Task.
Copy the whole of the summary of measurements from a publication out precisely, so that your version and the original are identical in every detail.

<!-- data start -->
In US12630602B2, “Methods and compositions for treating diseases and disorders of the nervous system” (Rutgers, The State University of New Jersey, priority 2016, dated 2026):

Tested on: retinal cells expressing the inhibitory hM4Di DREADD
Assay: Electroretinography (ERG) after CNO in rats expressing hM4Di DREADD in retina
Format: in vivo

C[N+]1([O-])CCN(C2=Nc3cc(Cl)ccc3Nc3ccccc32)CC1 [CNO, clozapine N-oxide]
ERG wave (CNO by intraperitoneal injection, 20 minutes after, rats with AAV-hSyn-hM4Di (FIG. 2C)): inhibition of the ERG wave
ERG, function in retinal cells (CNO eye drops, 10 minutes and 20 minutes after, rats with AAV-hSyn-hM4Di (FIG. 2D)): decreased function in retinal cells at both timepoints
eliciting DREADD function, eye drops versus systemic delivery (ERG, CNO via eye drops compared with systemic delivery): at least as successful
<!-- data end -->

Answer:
In US12630602B2, “Methods and compositions for treating diseases and disorders of the nervous system” (Rutgers, The State University of New Jersey, priority 2016, dated 2026):

Tested on: retinal cells expressing the inhibitory hM4Di DREADD
Assay: Electroretinography (ERG) after CNO in rats expressing hM4Di DREADD in retina
Format: in vivo

C[N+]1([O-])CCN(C2=Nc3cc(Cl)ccc3Nc3ccccc32)CC1 [CNO, clozapine N-oxide]
ERG wave (CNO by intraperitoneal injection, 20 minutes after, rats with AAV-hSyn-hM4Di (FIG. 2C)): inhibition of the ERG wave
ERG, function in retinal cells (CNO eye drops, 10 minutes and 20 minutes after, rats with AAV-hSyn-hM4Di (FIG. 2D)): decreased function in retinal cells at both timepoints
eliciting DREADD function, eye drops versus systemic delivery (ERG, CNO via eye drops compared with systemic delivery): at least as successful